• Nemesis (or nemesis bird): a bird that has eluded a birder despite multiple attempts to see it.[3][2]
  • Patagonia Roadside Rest Effect (or Patagonia Picnic Table Effect) (US): the phenomenon that occurs when one bird draws many birders to a remote area, who then find more rarities and other interesting species in that same location. Named after an actual roadside rest area just west of Patagonia, Arizona.[2]
  • Patch (or local patch): a birding location or set of birding locations near one's home that a birder visits frequently.[3]
  • Pelagic (noun): a boat trip designed for birders to find open-ocean (pelagic) species, such as albatrosses.
  • Pish: an emphatic shushing or hissing noise used by North American birders to elicit mobbing behavior; made in imitation of alarm calls of chickadees and titmice.[3]
  • Plastic: adjective used to indicate a bird which has escaped from captivity, rather than a genuinely wild bird.
  • Sibe: a bird from Siberia (usually applied to rare migrants).[4]
  • Siesta time (also the doldrums) (US): the period in mid-afternoon when birds (and therefore birders) are least active. [2]
  • Slash: a term used to describe cryptic species pairs not identifiable to species (on a day list), ie. long-billed dowitcher/short-billed dowitcher, willow flycatcher/alder flycatcher[3]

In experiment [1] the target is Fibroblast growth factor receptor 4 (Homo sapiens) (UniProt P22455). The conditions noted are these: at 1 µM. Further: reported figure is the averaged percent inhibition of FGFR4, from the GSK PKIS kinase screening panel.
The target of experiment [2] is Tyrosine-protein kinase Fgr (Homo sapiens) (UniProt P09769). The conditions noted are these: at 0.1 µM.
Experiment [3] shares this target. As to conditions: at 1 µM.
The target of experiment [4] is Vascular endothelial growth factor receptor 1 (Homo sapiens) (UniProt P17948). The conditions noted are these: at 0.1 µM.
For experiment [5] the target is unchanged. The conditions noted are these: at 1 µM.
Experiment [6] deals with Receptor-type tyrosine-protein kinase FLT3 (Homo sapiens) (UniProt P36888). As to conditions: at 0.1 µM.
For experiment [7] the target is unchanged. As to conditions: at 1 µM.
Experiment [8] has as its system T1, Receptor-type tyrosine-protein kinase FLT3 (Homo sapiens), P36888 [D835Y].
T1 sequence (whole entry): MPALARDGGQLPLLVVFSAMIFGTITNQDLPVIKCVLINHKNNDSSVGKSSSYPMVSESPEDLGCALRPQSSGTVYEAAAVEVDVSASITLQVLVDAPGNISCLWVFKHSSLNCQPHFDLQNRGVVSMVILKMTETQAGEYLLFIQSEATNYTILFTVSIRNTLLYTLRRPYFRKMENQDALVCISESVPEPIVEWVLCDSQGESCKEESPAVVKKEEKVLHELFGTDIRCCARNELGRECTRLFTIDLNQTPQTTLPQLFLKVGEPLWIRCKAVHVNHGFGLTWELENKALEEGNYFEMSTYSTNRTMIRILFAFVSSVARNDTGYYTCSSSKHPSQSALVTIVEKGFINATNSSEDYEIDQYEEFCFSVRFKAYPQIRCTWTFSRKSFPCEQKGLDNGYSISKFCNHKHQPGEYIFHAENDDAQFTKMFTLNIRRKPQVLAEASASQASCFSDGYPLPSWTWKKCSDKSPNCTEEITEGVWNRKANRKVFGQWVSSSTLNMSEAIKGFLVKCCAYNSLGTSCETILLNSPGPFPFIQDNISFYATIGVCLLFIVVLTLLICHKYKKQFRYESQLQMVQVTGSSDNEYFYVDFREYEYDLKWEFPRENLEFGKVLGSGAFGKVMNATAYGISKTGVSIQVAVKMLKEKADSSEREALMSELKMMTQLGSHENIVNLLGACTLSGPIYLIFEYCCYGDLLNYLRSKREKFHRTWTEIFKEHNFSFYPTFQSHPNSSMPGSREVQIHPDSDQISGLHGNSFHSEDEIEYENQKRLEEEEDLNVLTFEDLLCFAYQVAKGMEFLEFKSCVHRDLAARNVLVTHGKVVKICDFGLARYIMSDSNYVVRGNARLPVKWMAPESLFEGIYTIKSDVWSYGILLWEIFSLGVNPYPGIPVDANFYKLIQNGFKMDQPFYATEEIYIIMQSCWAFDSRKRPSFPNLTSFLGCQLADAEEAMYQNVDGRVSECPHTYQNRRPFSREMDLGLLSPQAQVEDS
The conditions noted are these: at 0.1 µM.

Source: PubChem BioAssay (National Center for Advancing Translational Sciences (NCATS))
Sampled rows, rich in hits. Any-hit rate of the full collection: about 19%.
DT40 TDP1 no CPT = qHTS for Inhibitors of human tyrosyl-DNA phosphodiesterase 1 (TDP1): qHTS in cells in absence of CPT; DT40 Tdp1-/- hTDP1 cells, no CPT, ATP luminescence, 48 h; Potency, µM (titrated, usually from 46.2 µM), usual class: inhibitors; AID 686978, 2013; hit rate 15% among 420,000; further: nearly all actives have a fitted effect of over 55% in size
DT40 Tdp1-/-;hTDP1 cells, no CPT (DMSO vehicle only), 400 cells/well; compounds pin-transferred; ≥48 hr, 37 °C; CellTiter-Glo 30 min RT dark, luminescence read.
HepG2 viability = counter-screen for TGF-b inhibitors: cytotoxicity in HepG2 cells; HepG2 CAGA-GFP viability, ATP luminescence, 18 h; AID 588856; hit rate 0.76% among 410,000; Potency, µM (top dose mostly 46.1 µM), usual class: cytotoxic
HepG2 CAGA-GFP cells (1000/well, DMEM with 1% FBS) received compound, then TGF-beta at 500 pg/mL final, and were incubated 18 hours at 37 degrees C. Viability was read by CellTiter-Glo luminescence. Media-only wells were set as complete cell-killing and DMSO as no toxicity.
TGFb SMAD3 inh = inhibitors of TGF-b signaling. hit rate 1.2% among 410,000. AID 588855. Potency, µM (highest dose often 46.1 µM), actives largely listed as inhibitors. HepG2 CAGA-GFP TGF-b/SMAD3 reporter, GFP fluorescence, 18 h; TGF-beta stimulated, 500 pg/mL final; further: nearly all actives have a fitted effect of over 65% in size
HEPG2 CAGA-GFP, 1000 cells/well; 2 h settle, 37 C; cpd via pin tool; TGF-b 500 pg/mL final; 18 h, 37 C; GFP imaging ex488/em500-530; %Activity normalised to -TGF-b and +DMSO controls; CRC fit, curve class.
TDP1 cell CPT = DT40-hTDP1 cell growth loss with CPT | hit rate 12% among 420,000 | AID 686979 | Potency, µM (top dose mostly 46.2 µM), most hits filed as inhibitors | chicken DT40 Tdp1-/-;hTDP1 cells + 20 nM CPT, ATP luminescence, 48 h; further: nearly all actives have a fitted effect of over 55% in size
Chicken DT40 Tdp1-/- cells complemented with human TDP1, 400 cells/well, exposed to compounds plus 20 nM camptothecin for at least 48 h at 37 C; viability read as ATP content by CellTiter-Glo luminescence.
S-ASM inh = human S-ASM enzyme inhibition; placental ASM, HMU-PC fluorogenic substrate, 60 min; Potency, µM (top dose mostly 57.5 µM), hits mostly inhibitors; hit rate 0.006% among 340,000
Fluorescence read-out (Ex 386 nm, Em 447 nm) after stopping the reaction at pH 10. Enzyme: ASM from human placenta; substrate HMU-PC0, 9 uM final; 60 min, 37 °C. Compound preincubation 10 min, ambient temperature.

• SOB: "Spouse of Birder", a non-birder spouse.[2]
  • Spark bird: a species that triggers a lifelong obsession with birding.[2]
  • Spuh: a term used to describe birds only identifiable to genus level (on a day list) (from "sp.", abbreviated form of species).
  • String:
    • Noun: a dubious, "ropy" record.
    • Adjective: Stringy[4]
    • Verb: to claim such a record.[4]
      • Note: the term stringer is usually used to denote people who intentionally mislead and falsify bird sightings, as opposed to well-intentioned mistakes made from lack of field experience.[3]
  • Tick: an addition to a personal list (sometimes qualified as year tick, county tick, etc.). Life tick and lifer are synonymous. a tart's tick is a relatively common species added to one's list later than might be expected.[4]
  • Twitch: the act of traveling a long distance to see a rare bird. Synonymous with chase.
  • Vagrant: a stray far from normal ecological range.[2]
  • Yank: a bird from North America (usually applied to vagrants seen in Europe).
  • Zootie (US, uncommon): a locally rare or unusual bird.[3]

Some species have nicknames, for example: "RB Flicker" for red-breasted flycatcher, "Gropper" for grasshopper warbler, "PG Tips" for Pallas's grasshopper warbler; in the US, these are generally reserved for common species ("TV" for turkey vulture or "butterbutt" for yellow-rumped warbler). Twitchers (and birders in general) will also use a mixture of scientific and slang terms for feather tracts and so on.

References[edit]

  1. ^ a b c Anon. 2008. "The A to Z of birding." Australian Geographic 90: 104-105.
  2. ^ a b c d e f g h Saha, Purbita. "The Audubon Dictionary for Birders" http://www.audubon.org/news/the-audubon-dictionary-birders
  3. ^ a b c d e f g h i j k Swick, Nate. "The Birder Jargon Dictionary" https://thedrinkingbirdblog.com/the-birder-jargon-dictionary
  4. ^ a b c d e f g h i j Oddie, Bill (1980). Bill Oddie's Little Black Bird Book. Methuen Publishing. ISBN 0-413-49480-2.